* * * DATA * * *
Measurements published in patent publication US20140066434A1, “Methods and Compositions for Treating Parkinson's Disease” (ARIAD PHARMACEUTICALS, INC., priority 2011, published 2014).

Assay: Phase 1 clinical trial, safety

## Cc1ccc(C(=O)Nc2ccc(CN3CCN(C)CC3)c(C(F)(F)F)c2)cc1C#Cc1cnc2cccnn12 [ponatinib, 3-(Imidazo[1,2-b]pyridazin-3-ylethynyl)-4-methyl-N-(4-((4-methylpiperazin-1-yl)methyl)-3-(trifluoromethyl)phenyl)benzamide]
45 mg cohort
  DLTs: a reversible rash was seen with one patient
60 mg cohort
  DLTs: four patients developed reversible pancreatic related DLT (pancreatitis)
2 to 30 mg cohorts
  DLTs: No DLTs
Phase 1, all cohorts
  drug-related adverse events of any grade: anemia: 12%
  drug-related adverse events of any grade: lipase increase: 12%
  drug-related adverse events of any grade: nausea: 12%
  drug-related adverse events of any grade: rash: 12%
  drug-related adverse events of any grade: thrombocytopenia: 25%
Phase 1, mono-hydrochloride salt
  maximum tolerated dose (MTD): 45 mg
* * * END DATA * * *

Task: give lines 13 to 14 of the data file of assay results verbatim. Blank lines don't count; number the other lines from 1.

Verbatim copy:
  drug-related adverse events of any grade: nausea: 12%
  drug-related adverse events of any grade: rash: 12%